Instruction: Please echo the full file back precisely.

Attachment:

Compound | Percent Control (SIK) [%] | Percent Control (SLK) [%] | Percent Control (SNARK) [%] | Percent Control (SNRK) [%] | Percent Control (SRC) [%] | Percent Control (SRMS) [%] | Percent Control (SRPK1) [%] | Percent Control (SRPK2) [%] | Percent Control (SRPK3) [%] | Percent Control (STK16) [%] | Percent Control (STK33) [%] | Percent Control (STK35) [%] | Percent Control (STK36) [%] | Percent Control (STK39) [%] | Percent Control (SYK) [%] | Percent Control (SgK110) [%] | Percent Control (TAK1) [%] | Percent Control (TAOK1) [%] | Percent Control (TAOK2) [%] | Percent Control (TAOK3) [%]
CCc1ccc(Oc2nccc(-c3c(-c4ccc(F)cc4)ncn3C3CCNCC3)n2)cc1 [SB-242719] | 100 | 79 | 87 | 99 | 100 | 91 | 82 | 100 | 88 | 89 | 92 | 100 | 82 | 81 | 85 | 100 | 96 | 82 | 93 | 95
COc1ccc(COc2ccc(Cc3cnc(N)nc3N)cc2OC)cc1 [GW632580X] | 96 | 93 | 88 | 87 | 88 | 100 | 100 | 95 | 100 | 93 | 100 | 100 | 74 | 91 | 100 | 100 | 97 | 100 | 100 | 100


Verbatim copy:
Compound | Percent Control (SIK) [%] | Percent Control (SLK) [%] | Percent Control (SNARK) [%] | Percent Control (SNRK) [%] | Percent Control (SRC) [%] | Percent Control (SRMS) [%] | Percent Control (SRPK1) [%] | Percent Control (SRPK2) [%] | Percent Control (SRPK3) [%] | Percent Control (STK16) [%] | Percent Control (STK33) [%] | Percent Control (STK35) [%] | Percent Control (STK36) [%] | Percent Control (STK39) [%] | Percent Control (SYK) [%] | Percent Control (SgK110) [%] | Percent Control (TAK1) [%] | Percent Control (TAOK1) [%] | Percent Control (TAOK2) [%] | Percent Control (TAOK3) [%]
CCc1ccc(Oc2nccc(-c3c(-c4ccc(F)cc4)ncn3C3CCNCC3)n2)cc1 [SB-242719] | 100 | 79 | 87 | 99 | 100 | 91 | 82 | 100 | 88 | 89 | 92 | 100 | 82 | 81 | 85 | 100 | 96 | 82 | 93 | 95
COc1ccc(COc2ccc(Cc3cnc(N)nc3N)cc2OC)cc1 [GW632580X] | 96 | 93 | 88 | 87 | 88 | 100 | 100 | 95 | 100 | 93 | 100 | 100 | 74 | 91 | 100 | 100 | 97 | 100 | 100 | 100